The Danish comedy film Wild Men, directed by Thomas Daneskov, is selected for the international feature competition at the 20th Tribeca Film Festival, and will premiere on Sunday, June 13th.
The film focuses on Martin, who has fled his family to live far up in the Norwegian mountains in a desperate attempt to cure his midlife crisis. Hunting and gathering like his ancestors did thousands of years ago before supermarkets and smartphones ruined everything.
Ahead of the Tribeca Film Festival 2021, Denmark in New York caught up with Director Thomas Daneskov to discuss the Wild Men, how he got into directing the film and why we must watch his second feature film.
Thomas Daneskov has previously written and directed the short film Puff Puff Pass (2013), which was nominated for a Danish Robert Award for best short fiction and won the talent prize as well as the audience award at Odense International Film Festival. In 2015 he made his feature film debut with ‘The Elite’, which won the main prize at CPH PIX. Wild Men is his second feature.
Denmark in New York: Wild Men will have its world premiere at the 2021 Tribeca Film Festival. What does it mean to you, that the film is being screened at one of the world’s most acclaimed film festivals?
Thomas Daneskov: When producer Lina Flint and I found out that Wild Men was going to Tribeca, we almost could not believe it. It is just a great honor to be able to present the film to the world at Tribeca. We have heard so many great things about Tribeca over the years, but never got the chance to go before. Now we are just super exited to meet the audience and hear how they respond to the film.
Tell us about how you first got into directing Wild Men?
TD: The inspiration for this film was twofold: on one hand, we have all experienced men who have an inability to address and deal with their emotions, and on the other hand, there is a persistent human inclination to put a spoke in our own wheel, to make everything a bit more challenging, so you do not feel numb. The notion that if we run a marathon, buy a fancy new bike, do a juice cleanse, or move to a new city, that our problems and responsibilities would simply melt away.
Co-writer Morten Pape, producer Lina Flint and I wanted to take this observation of human experience and up the stakes, with a story of a man who rather than deal with his emotions, chooses to return to the stone-age.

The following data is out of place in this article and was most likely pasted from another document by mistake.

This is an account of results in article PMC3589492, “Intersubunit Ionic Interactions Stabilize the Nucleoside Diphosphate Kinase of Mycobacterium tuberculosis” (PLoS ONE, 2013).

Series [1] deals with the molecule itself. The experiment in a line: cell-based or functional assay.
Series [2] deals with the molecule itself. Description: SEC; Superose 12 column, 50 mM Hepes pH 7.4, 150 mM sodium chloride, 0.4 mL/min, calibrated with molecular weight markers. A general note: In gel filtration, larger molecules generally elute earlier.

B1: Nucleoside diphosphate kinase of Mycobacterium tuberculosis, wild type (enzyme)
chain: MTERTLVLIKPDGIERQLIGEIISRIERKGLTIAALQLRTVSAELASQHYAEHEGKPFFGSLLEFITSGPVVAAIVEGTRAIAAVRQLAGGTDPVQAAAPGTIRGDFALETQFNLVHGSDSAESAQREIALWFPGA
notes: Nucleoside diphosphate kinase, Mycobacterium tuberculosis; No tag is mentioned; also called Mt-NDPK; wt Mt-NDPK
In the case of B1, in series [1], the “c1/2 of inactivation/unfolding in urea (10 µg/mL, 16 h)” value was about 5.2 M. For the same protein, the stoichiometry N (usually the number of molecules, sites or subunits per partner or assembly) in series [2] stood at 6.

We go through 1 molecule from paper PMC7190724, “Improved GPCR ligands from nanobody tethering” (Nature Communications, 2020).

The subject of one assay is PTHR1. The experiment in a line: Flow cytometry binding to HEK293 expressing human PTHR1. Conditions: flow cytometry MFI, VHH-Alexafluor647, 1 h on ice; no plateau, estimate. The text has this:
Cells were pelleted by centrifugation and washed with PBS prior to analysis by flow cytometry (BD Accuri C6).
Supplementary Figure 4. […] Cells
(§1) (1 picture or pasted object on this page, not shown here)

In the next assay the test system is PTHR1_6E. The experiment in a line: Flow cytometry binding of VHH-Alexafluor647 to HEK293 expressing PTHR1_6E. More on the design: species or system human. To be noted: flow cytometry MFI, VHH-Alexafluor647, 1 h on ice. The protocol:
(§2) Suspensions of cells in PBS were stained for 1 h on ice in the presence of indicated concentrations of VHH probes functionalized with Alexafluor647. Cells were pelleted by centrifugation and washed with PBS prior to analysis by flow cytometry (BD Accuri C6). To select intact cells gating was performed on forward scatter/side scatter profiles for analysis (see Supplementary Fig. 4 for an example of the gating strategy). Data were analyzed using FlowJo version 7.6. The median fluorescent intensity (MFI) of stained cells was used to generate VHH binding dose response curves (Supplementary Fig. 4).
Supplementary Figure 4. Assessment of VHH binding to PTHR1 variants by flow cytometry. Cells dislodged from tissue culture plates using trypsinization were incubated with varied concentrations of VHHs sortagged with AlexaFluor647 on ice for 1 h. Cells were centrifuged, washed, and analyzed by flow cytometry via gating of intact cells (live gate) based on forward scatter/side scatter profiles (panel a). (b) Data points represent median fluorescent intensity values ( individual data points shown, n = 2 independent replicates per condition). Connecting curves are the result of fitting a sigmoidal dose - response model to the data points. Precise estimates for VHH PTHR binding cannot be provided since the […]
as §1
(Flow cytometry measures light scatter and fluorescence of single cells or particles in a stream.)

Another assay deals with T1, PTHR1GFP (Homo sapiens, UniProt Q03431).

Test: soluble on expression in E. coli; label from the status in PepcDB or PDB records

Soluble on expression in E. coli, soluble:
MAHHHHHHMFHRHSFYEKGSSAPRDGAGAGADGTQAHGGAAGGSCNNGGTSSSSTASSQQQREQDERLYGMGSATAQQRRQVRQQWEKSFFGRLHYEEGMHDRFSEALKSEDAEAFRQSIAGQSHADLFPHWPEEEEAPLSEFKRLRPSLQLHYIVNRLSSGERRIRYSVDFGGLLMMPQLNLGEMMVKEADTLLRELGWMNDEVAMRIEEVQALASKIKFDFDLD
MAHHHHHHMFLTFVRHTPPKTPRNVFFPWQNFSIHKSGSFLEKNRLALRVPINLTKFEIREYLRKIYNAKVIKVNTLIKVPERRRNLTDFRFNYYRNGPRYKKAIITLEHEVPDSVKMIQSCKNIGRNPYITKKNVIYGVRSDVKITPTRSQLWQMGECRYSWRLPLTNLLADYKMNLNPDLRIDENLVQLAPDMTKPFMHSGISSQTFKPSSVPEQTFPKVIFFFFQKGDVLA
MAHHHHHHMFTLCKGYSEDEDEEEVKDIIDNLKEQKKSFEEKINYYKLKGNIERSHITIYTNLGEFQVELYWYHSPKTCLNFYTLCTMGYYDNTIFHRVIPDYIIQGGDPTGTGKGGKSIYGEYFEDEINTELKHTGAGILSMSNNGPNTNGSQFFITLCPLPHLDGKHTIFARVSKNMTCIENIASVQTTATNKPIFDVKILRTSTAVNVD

What is the story of Wild Men?
TD: Wild Men is the story about a man who has fled his family, the modern world and all its responsibilities to live on top of a mountain as a cave man. Dressed in fur, hunting and gathering like his ancestors did, before smartphones ruined everything. Nevertheless, his self-actualization project is turned upside down when he meets a drug runner, lost deep in the woods, injured and bleeding after a car accident. And soon they are chased through the woods, by the local chief of police, Musa’s rivals and Martin’s unknowing wife.
How do you think the movie will be received in the US?
TD: Time will have to tell, but hopefully the audience will have a great time watching it. At the heart of the film is a buddy comedy, and a very universal story about how we deal with our problems in times of crisis and how friendship and communication is what can help us get back on track. I think the story is just as relevant to a US audience as it is to the rest of the world.
Why should we go watch Wild Men on the big screen?
TD: We really went all out to capture the intensity of the epic Norwegian nature. It should definitely be enjoyed on a big screen, since we fought so hard shooting it.
When you are writing a screenplay in Denmark, in the summer, you do not realize what it means to be standing on top of a Norwegian mountain in a blizzard. If we really knew, we would probably have made it a short film. So luckily, we were unaware.
Watch Wild Men from home at Tribeca Film Festival on June 14 here.
Katrine Nørholm Jensen is the Strategic Communications and Press intern at Denmark in New York
Sofie Dalhoff Saabye is the Culture and Public Diplomacy intern at Denmark in New York